What Fruit & Vegetables Are In Season For January


What's In Season For January

Immediate Release - December 2017

That’s the annual gorge fest over for another year! Or is it? With Women’s Little Christmas still to come on January 6th, there’s room for one more blowout in the official festive season. But on the whole, as overconsumption of rich foods and booze goes, we’re done.

 

January is traditionally a time for new beginnings. Many New Year resolutions, made in a haze of champagne as the clock chimed midnight, will have included healthy eating and getting fit. When the bubbles wear off, a rejig of the diet is not a bad way to start the year. With our month by month guide to what’s best in seasonal Irish foods, it may be a resolution you can stick to, as you incorporate more fresh produce into your diet in very tasty ways.

 

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The first month of the year is a sparing one on the fresh produce front. What’s around is predictable, but nonetheless useful for creating tasty and healthy dishes.

 

Our trendy friend kale thrives through the hard winter months. Make friends with it, because it’s one of the superfoods that can help in the risk reduction and treatment of life-threatening diseases. Many cancer patients swear by a daily fresh kale smoothie to deliver heaps of antioxidants and vitamin C, to clear the blood and boost the immune system. These people are not wrong. Kale has been described by some health and nutrition professionals as one of the most nutrient-packed vegetables in the world. Let’s have a look at why they are raving.

 

Kale contains:

Iron – A nutrient that boosts the healthy production of red blood cells.

Fibre – which is essential for good digestive system health.

B group vitamins – important antioxidants and for a healthy nervous system

Vitamin A – the dark green colour of kale indicates it is rich in this vitamin, which works to give healthy skin and mucous membranes and helps with vision. Experts say the best and optimum absorption of this vitamin comes through food, rather than supplements. Kale is your man for the job!

Potassium – for regulating water balance

 

Health professionals also recommend kale as a cholesterol-reducing food. It contains no cholesterol, and according to our research, it can reduce cholesterol levels in the body by helping to bind bile acids in the digestive tract for excretion. Light steaming is said to be beneficial for this process, although you can also eat kale raw and it will still have a cholesterol-lowering effect if consumed regularly.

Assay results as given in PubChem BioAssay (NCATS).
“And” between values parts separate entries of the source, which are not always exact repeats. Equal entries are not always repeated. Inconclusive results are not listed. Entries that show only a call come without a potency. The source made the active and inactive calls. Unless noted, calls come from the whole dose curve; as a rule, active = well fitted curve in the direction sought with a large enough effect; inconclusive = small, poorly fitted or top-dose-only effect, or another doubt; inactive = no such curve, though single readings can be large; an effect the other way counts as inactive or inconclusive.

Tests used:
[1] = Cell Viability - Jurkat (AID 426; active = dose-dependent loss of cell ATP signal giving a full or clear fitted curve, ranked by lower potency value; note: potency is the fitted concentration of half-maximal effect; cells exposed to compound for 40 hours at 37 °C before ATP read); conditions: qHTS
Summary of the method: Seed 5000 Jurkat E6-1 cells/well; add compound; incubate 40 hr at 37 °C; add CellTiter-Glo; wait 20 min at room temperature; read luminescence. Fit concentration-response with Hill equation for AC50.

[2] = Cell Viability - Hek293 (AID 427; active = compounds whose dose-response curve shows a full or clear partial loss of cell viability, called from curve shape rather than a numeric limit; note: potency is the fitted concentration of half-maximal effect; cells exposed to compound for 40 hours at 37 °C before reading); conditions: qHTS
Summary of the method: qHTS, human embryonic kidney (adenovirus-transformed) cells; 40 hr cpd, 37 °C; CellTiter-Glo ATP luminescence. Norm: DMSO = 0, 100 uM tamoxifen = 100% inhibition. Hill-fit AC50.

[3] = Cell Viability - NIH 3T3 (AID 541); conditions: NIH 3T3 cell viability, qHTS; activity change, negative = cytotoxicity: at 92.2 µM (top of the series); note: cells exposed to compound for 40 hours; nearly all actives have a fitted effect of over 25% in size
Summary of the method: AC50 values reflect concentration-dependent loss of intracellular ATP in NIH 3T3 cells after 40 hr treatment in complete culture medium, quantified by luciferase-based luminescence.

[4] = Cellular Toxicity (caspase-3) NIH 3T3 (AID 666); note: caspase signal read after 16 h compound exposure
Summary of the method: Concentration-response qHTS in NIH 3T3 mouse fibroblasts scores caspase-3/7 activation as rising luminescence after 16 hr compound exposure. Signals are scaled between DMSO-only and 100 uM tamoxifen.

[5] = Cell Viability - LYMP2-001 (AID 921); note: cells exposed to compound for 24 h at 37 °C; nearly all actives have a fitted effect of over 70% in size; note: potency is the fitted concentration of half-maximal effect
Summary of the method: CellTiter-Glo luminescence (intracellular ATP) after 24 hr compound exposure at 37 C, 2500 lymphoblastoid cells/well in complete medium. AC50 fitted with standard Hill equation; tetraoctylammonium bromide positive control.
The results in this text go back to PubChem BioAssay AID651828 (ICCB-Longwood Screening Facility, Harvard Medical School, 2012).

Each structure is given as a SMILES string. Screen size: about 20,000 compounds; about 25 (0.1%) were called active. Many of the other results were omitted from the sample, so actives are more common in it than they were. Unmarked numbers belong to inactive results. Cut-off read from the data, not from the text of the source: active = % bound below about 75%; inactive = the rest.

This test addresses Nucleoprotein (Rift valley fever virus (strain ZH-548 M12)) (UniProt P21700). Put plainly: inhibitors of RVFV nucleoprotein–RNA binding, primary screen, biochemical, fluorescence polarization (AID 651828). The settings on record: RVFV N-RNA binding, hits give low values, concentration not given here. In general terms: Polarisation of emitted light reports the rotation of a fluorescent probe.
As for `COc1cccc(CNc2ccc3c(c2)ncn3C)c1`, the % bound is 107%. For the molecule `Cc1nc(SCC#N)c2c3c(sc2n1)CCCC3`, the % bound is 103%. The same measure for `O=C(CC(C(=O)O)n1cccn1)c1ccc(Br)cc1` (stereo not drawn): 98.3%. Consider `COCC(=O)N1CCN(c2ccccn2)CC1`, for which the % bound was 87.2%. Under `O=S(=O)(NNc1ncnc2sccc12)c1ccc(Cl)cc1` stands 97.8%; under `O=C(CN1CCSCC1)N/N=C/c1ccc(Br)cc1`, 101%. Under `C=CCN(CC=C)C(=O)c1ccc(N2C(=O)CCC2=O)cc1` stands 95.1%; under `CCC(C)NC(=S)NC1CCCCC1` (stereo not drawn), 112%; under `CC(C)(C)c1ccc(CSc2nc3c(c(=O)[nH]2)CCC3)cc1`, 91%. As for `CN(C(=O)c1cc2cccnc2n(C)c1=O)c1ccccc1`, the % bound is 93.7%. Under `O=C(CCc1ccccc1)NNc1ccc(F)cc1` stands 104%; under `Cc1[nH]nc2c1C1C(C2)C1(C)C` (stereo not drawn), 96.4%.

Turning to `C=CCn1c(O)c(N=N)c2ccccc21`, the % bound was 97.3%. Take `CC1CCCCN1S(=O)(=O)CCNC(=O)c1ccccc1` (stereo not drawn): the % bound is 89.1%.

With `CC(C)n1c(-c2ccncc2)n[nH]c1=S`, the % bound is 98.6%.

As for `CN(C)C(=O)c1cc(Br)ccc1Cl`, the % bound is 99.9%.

So how are we going to eat it? Well, the aforementioned smoothie is a good health drink, blended with fresh apple or beetroot juice, depending on your taste. As a side vegetable, treat it like spinach or cabbage. It has a stronger taste than either of these, a little more macho, let’s say. So steam it lightly and toss in olive oil or Irish rapeseed oil with nutmeg and seasoning. Include it in stir-fries or risottos, tearing the leaves so they wilt quicker. Young kale leaves can be included in a leafy salad.

 

Winter carrots and parsnips make superb smooth soups that don’t require any flour in the thickening. Simply add a little potato to the mix and you have a healthy, wheat-free velvet-textured soup packed with goodness.

 

Squashes from the autumn Irish harvest are still around. Butternuts, Acorn and Crown Prince Squashes make delicious curries and risottos. They can be roasted with herbs and heart-friendly Irish rapeseed oil as a side dish. Great with chicken or lamb. 

 

Beetroot is another January winner. This veggie has enjoyed a revival in recent years – used for everything from posh vegetable crisps to juices, soups and sauces. Its earthy taste is softened by boiling. Don’t peel it first or it will leech all its red juice into the water. Boil, cool then slip off the soft peel easily. Use boiled beetroots in salads. Fermenting is the ‘in’ thing for food currently, and beetroot takes well to this style of preserving also. Fresh beetroots can be cut into quarters to roast around a chicken, or peeled and finely grated from raw for salads.

 

Purple Sprouting Broccoli is a graceful addition to the kitchen this month. Often referred to as ‘poor man’s asparagus, because of its long tender stems. It takes very well to any treatment you would give to asparagus – from the melted butter or hollandaise sauce on the side to griddling stems in oil. It works very well in oriental style vegetable dishes too.

 

Potatoes are the staple this time of year. Maincrop spuds include Roosters, Kerr Pink’s and Golden Wonders, which some would think are the King of Irish potatoes. Proper ‘poppies’ burst their skins when steamed, to reveal flavoursome fluffy flesh inside.

 

January is a bit short on home-grown fruit. There are some Irish apples still around, so chop and mix these with chopped crunchy celery, sultanas or apricots left over from baking the Christmas cake. Alternatively add chopped red onion and walnut pieces and dress in a light mayo or vinaigrette dressing, as an Irish version of Waldorf Salad. Throw in a few seeds for even more nutrient benefits.

 

Typical fruits of January are Seville Oranges from Spain, the oranges for marmalade making. If you are a preserver, this is the time to get your pots, pans and jam jars out! Mary Ward of Country Choice, Veronica Molloy of Crossogue Preserves and many of our other expert jam makers will be doing just that this month! A small spoonful of well-made full flavoured marmalade goes a long way on the morning wholemeal toast or fresh baked brown scone. A little of what you fancy does you good, so they say! 

 

 

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